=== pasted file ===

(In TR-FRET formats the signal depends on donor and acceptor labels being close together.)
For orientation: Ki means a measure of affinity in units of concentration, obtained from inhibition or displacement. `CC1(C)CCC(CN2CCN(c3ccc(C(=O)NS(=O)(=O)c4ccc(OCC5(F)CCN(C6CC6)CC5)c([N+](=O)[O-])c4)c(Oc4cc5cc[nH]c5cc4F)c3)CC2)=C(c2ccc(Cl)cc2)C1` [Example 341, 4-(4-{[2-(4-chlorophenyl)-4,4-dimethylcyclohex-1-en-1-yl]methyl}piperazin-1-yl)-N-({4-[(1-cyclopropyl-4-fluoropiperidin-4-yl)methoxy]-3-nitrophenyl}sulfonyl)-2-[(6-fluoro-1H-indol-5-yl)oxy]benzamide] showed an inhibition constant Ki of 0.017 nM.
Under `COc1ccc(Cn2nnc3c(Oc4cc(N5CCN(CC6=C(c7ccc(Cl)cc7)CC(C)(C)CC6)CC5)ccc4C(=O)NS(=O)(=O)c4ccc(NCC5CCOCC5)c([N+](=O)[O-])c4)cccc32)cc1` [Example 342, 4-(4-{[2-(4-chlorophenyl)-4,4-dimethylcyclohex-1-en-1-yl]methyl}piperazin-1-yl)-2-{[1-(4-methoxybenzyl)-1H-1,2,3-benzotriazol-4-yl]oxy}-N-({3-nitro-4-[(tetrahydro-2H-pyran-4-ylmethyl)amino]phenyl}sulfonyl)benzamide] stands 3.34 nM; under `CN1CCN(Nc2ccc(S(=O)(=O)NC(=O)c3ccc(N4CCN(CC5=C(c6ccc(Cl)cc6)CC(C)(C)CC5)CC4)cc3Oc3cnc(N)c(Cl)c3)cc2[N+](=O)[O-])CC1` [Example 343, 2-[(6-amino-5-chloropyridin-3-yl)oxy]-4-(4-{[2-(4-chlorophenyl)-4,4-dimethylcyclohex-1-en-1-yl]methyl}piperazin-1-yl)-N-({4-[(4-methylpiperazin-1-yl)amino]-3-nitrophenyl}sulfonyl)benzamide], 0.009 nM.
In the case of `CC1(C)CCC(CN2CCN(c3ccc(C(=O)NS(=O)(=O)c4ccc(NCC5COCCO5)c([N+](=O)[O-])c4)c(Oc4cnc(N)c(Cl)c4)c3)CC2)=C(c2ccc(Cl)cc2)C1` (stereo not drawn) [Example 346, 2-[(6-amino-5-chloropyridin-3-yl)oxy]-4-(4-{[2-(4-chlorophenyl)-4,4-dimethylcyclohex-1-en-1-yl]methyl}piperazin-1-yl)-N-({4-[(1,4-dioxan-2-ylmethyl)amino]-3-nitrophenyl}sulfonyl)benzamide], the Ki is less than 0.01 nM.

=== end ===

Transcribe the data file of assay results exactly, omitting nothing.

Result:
(In TR-FRET formats the signal depends on donor and acceptor labels being close together.)
For orientation: Ki means a measure of affinity in units of concentration, obtained from inhibition or displacement. `CC1(C)CCC(CN2CCN(c3ccc(C(=O)NS(=O)(=O)c4ccc(OCC5(F)CCN(C6CC6)CC5)c([N+](=O)[O-])c4)c(Oc4cc5cc[nH]c5cc4F)c3)CC2)=C(c2ccc(Cl)cc2)C1` [Example 341, 4-(4-{[2-(4-chlorophenyl)-4,4-dimethylcyclohex-1-en-1-yl]methyl}piperazin-1-yl)-N-({4-[(1-cyclopropyl-4-fluoropiperidin-4-yl)methoxy]-3-nitrophenyl}sulfonyl)-2-[(6-fluoro-1H-indol-5-yl)oxy]benzamide] showed an inhibition constant Ki of 0.017 nM.
Under `COc1ccc(Cn2nnc3c(Oc4cc(N5CCN(CC6=C(c7ccc(Cl)cc7)CC(C)(C)CC6)CC5)ccc4C(=O)NS(=O)(=O)c4ccc(NCC5CCOCC5)c([N+](=O)[O-])c4)cccc32)cc1` [Example 342, 4-(4-{[2-(4-chlorophenyl)-4,4-dimethylcyclohex-1-en-1-yl]methyl}piperazin-1-yl)-2-{[1-(4-methoxybenzyl)-1H-1,2,3-benzotriazol-4-yl]oxy}-N-({3-nitro-4-[(tetrahydro-2H-pyran-4-ylmethyl)amino]phenyl}sulfonyl)benzamide] stands 3.34 nM; under `CN1CCN(Nc2ccc(S(=O)(=O)NC(=O)c3ccc(N4CCN(CC5=C(c6ccc(Cl)cc6)CC(C)(C)CC5)CC4)cc3Oc3cnc(N)c(Cl)c3)cc2[N+](=O)[O-])CC1` [Example 343, 2-[(6-amino-5-chloropyridin-3-yl)oxy]-4-(4-{[2-(4-chlorophenyl)-4,4-dimethylcyclohex-1-en-1-yl]methyl}piperazin-1-yl)-N-({4-[(4-methylpiperazin-1-yl)amino]-3-nitrophenyl}sulfonyl)benzamide], 0.009 nM.
In the case of `CC1(C)CCC(CN2CCN(c3ccc(C(=O)NS(=O)(=O)c4ccc(NCC5COCCO5)c([N+](=O)[O-])c4)c(Oc4cnc(N)c(Cl)c4)c3)CC2)=C(c2ccc(Cl)cc2)C1` (stereo not drawn) [Example 346, 2-[(6-amino-5-chloropyridin-3-yl)oxy]-4-(4-{[2-(4-chlorophenyl)-4,4-dimethylcyclohex-1-en-1-yl]methyl}piperazin-1-yl)-N-({4-[(1,4-dioxan-2-ylmethyl)amino]-3-nitrophenyl}sulfonyl)benzamide], the Ki is less than 0.01 nM.